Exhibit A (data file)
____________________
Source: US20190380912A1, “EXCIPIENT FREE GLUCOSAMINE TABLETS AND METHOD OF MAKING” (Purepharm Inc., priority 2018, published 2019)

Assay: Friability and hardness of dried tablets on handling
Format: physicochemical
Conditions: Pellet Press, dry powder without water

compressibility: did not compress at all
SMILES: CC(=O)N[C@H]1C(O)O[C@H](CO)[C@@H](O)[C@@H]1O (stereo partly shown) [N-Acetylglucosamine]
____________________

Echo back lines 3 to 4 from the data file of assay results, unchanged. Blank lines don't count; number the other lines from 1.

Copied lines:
Format: physicochemical
Conditions: Pellet Press, dry powder without water